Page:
The office of governor is a position that has gained strength over the
years. Under the tenets of Jackson, governors became elected officials,
which was more democratic and better for the state government system.
(641) Many states have strengthened the office of governorship by
positioning the role of lieutenant governor as running mate. This
automatically eliminates the occurrence of a lieutenant governor that may
be opposed to the governor.
In theory, the governor enjoys the same advantage over Congress in his
or her ability to "make policy decisions and to embody these in a program
on which the state legislative body can act" (Schmidt 642). In order for a
governor to enjoy this type of power, however, many factors must come into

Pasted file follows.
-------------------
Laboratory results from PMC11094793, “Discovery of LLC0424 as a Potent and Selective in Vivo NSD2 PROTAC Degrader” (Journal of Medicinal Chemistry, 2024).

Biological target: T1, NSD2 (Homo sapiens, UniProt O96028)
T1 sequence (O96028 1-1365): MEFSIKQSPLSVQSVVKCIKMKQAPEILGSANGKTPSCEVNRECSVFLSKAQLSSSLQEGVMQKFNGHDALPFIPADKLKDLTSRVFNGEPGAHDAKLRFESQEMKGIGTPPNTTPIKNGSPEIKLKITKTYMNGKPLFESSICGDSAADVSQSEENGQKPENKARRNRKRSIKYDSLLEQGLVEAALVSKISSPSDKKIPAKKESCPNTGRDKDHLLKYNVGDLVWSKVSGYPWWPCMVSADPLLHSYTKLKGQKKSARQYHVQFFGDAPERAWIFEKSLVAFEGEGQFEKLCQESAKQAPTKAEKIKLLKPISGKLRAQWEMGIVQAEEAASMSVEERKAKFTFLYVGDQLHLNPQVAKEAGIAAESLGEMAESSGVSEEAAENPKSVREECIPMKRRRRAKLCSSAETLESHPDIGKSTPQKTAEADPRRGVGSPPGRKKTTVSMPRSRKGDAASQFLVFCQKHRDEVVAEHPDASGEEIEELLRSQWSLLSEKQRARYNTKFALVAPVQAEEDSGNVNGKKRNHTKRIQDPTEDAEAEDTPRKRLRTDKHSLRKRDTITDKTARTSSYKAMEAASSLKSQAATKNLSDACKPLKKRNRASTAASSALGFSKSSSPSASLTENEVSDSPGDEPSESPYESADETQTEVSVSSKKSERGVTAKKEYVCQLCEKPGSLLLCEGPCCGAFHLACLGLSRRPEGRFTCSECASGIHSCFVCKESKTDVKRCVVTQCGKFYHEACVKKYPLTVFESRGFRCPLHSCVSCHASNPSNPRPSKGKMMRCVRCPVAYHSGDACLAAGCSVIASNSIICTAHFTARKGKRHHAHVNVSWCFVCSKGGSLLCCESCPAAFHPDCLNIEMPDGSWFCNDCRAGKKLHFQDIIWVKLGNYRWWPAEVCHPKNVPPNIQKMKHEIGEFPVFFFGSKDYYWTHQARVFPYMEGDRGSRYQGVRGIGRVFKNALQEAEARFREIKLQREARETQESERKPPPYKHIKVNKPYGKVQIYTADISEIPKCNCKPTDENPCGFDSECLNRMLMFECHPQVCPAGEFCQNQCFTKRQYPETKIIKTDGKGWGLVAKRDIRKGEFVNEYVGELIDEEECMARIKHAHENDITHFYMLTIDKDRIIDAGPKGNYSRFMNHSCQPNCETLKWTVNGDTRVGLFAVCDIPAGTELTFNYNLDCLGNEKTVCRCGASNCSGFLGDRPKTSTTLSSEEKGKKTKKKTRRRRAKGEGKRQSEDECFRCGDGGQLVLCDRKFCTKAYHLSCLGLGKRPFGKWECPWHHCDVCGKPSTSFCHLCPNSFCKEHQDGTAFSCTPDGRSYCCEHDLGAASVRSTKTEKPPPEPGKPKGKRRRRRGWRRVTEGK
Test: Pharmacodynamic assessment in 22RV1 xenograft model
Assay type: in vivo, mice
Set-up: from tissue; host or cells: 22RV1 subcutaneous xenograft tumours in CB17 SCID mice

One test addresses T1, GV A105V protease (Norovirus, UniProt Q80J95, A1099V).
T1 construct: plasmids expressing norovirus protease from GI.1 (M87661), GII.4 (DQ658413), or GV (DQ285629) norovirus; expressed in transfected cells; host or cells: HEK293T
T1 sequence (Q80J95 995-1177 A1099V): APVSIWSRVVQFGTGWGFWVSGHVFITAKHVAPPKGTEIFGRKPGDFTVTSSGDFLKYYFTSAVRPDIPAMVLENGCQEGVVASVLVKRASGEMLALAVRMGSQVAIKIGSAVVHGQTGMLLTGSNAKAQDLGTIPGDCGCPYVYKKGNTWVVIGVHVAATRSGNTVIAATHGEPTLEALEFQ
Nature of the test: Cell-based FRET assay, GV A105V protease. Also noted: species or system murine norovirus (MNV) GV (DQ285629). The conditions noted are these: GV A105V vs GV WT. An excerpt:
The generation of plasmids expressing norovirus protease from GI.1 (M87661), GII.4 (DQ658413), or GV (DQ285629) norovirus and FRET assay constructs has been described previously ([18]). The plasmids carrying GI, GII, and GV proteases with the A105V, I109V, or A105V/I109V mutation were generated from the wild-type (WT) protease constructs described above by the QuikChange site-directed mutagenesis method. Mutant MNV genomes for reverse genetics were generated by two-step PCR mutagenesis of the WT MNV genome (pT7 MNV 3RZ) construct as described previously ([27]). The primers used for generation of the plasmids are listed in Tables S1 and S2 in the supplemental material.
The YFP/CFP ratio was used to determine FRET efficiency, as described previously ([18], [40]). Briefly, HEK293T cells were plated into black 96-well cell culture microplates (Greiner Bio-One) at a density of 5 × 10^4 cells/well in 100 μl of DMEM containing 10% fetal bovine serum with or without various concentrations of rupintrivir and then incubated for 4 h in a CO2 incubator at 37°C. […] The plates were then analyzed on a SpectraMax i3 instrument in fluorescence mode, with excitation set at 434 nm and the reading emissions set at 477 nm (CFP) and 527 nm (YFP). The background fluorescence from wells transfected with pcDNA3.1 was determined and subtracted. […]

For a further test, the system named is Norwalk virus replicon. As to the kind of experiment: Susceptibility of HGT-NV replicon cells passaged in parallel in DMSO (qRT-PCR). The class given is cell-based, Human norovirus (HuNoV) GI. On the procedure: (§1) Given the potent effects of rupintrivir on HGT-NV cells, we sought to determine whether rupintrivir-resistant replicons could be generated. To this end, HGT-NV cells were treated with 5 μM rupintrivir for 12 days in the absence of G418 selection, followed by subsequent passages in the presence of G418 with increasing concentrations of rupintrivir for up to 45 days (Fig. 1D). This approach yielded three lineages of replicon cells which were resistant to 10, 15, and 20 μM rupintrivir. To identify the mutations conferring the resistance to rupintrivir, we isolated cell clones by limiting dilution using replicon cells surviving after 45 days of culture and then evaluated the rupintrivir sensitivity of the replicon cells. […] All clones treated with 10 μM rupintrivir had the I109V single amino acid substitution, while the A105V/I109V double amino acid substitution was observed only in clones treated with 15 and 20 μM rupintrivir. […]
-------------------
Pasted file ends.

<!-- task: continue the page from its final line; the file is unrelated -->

play--many of them beginning with the governor as a person.
To be a strong governor, one must be a leader that not only has good
ideas, but also one who can motivate others about those new ideas. In
other words, he must have good communication skills to have this kind of
influence. This influence must be strong a confident because it needs to
not only reach through the state legislation, but extend into the community
and reach the voters as well. The governor is expected to be the state's
chief policy makers well as direct the state's budget. A strong and
successful governor will exercise caution in areas of spending and resist
raising taxes. Governors who raise taxes or increase the state's deficit
are generally not reelected.
Much of a governor's power comes from his or her powers of persuasion.
Knowledge of the job, solutions to problems, and the ability to communicate
are also critical in order for a governor to enhance his or her position.
If a governor already has the support of powerful political organizations,
policy can be guided and implemented much easier. A governor's power is
also limited by the power by which he or she can garner the state's